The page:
For many people who grew up in the 1990s, Home Alone is a film that ages alongside them. When you’re a child, you feel an immediate kinship with Macaulay Culkin’s Kevin, sharing in his delight at being able to run around the house entirely rule-free. The older you get, though, the more you find yourself goggling at the actions of John Heard and Catherine O’Hara‘s parents. How on earth could they manage to leave their youngest child behind? Was it really that easy to breeze through airport security in the ‘90s? Why do I still feel so sympathetic towards them even after all that?
Who would you rather fight, a million spider-sized ape or one ape-sized spider? It’s a question that’s been haunting my mind since, oh, about an hour ago when I started to look up the box office numbers for this past weekend. And while I might not be any closer to solving my riddle, I can at least say this: when it comes to week-old spiders versus brand new primates, the primates are destined to win. Here’s the box office numbers as of Sunday afternoon:
Did any new releases come out this weekend? I honestly can’t remember. Someone mentioned that there was a new Marvel movie in theaters - one featuring some sort of Spider-Person - but that can’t be right. I feel like I would’ve seen that, perhaps promoted on an unprecedented level for any superhero movie? Hmm. Well, anyways, here’s the weekend box office estimates as of Sunday afternoon:
If you only look at the surface numbers, this was a pretty predictable week at the box office. Wonder Woman did well, The Mummy did not, and everything else shook out accordingly. That being said, there’s some pretty interesting narratives emerging in the how and why of this weekend’s box office report. Let’s take a look at the rankings as of Sunday afternoon and dive into some of the specifics:
While the giant ape in Kong: Skull Island may not climb any New York skyscrapers this time around, he certainly did climb the box office charts. The latest Warner Bros. monster movie shot all the way to the top spot in its opening weekend, with Logan and the surprising hit Get Out both shifting one spot down to accommodate him.
As a teenager in the ’90s, no actor better represented blockbuster movies than Bill Paxton. Although Paxton wasn’t typically a leading man in those movies — he would often play the brother, the second-in-command, or the comic relief — he served as a kind of talisman of quality. If you saw Paxton’s name in the opening credits of a movie, you knew that the film was going to be better for it.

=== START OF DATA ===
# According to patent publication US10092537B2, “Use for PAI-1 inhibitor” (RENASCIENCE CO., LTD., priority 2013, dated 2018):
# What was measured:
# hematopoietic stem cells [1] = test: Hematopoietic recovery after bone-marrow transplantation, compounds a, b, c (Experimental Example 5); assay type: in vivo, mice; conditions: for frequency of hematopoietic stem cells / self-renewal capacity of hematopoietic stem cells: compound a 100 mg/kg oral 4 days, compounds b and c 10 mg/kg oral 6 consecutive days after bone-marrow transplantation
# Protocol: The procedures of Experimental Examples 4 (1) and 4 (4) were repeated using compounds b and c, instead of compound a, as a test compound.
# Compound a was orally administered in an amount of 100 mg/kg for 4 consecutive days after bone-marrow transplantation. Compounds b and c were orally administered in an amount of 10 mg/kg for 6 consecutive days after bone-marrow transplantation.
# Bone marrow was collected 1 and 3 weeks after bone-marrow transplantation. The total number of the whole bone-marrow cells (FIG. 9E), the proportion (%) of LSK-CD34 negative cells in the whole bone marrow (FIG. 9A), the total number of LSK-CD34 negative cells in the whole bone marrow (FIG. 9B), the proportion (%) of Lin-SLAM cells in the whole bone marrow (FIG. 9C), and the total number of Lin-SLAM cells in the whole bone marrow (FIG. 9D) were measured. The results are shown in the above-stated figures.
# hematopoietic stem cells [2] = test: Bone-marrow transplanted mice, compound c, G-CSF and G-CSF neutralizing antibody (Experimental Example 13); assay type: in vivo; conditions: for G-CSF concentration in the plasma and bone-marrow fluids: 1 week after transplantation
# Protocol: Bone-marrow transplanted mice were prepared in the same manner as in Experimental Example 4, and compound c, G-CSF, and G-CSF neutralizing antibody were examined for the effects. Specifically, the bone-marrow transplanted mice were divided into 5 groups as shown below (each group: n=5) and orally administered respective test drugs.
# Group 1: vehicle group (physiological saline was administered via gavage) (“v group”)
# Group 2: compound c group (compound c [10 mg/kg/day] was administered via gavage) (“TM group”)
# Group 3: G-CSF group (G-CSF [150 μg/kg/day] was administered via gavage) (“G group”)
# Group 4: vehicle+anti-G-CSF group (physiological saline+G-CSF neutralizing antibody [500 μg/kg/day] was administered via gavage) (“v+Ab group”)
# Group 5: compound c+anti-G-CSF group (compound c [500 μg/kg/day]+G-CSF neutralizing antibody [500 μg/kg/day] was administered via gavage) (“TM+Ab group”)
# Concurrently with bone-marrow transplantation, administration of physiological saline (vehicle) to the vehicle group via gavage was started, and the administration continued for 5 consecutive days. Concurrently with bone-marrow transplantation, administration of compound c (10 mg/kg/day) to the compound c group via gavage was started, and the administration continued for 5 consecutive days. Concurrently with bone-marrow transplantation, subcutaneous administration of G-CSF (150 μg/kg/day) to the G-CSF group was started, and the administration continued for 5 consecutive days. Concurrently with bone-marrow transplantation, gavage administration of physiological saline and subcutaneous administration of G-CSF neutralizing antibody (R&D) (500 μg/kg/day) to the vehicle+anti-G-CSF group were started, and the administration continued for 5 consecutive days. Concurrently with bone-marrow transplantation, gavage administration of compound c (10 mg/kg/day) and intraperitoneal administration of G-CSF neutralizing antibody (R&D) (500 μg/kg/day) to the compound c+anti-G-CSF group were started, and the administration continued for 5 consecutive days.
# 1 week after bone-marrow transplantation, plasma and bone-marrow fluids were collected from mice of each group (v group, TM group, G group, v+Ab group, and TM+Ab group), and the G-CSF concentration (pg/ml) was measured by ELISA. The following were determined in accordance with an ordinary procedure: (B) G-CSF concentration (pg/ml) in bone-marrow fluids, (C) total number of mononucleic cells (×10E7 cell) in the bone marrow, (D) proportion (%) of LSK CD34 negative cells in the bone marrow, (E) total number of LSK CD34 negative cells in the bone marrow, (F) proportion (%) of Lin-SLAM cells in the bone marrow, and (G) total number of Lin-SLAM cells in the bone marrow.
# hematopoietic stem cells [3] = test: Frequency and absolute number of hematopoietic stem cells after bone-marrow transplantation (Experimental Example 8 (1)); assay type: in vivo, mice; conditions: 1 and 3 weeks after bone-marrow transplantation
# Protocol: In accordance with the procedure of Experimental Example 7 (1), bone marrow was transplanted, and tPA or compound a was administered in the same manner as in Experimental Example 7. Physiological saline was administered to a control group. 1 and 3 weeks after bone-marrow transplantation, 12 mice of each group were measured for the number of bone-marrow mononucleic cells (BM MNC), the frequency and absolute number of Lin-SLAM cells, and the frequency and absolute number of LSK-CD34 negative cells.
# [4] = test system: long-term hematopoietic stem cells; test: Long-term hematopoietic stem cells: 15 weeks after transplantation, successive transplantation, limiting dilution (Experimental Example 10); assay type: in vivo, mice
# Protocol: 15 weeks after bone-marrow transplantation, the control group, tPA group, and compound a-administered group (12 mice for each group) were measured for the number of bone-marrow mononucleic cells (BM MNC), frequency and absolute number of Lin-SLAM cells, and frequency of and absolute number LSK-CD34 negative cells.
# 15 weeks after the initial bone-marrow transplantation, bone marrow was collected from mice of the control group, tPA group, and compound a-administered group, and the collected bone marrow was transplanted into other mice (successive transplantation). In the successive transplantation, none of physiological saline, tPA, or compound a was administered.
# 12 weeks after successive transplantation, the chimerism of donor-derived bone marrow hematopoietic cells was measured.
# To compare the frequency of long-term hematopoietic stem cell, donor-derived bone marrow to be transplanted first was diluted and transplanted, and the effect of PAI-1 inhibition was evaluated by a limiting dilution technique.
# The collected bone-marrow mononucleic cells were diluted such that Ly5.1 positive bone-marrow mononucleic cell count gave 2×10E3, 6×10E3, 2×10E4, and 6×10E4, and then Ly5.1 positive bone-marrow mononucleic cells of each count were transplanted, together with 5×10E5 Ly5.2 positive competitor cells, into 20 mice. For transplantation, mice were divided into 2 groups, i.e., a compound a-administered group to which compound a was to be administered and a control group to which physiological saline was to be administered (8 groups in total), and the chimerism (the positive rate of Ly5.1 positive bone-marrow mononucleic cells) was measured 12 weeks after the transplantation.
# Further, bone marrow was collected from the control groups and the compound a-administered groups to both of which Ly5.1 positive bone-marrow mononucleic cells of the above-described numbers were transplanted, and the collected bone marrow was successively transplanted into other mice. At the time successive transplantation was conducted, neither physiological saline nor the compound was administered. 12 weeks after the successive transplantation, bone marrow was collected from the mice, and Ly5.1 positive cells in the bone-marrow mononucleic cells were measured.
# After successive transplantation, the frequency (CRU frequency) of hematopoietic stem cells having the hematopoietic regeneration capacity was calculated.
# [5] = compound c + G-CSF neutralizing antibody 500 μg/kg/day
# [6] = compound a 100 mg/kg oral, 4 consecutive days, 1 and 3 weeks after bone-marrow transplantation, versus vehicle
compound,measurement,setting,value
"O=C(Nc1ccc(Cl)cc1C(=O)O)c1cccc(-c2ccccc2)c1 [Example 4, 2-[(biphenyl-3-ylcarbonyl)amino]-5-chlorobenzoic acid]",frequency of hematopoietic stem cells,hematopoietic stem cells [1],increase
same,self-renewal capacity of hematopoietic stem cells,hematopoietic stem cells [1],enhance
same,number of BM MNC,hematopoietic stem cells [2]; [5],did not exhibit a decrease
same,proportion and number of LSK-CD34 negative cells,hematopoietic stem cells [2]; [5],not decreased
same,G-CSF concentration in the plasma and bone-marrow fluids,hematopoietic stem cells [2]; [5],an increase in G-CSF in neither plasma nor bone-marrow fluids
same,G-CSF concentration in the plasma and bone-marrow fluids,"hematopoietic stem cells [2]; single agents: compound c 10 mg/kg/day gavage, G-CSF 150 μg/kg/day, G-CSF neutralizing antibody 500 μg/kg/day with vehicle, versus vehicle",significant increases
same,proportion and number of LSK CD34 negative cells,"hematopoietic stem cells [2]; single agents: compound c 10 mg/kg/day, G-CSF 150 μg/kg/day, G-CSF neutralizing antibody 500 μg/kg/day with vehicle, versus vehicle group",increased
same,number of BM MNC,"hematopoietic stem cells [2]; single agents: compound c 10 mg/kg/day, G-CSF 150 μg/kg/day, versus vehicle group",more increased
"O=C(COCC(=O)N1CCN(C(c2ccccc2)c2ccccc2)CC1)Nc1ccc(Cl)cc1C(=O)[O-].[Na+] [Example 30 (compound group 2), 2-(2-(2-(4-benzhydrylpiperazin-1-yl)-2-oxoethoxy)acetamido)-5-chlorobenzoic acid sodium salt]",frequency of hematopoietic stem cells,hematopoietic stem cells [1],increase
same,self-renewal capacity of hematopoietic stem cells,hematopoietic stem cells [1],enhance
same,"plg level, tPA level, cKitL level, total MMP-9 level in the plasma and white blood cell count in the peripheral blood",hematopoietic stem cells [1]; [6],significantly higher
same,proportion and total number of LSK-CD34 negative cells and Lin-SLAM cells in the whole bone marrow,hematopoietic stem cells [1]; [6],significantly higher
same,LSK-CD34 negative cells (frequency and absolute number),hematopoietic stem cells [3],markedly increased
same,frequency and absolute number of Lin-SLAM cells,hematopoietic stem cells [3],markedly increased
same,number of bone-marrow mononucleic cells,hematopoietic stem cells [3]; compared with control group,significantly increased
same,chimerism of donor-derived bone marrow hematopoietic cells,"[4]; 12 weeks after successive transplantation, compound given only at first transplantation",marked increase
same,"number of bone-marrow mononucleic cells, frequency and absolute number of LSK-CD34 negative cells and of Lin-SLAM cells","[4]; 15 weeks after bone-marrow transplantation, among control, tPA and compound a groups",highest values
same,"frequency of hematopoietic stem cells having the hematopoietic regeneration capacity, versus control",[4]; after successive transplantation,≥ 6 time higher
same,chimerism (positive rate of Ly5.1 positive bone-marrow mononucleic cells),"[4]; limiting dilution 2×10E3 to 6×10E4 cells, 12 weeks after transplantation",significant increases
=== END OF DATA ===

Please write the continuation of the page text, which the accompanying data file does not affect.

With everyone’s feeds full of horrible news stories these days, you’ve probably already forgotten about the video of alleged animal abuse on the set of A Dog’s Purpose. Back in January, TMZ shared leaked footage of animal handlers aggressively dragging their canine star into a tank of water. The clear signs of the dog’s panic caused an internet firestorm, with star Josh Gad distancing himself from the project and PETA calling for an immediate boycott of the film. A Dog’s Purpose still performed well enough in its opening weekend, but the scandal no doubt cost it ticket sales at the box office.
Every year, when the bottom drops out of the summer movie season and audiences decide to stay home and watch television instead, some well-meaning critic will publish an article asking if cinema is dead. And every year, I pose the same question in response: “Is Tom Cruise still an action star?” As long as Tom Cruise is running across multiplex screens — fighting rogue nations, government consiparcies, and even the occasional mummy — there is still hope for cinema. Then, when Cruise’s career is done and Hollywood is in ashes, then, cinema, you have my permission to die.
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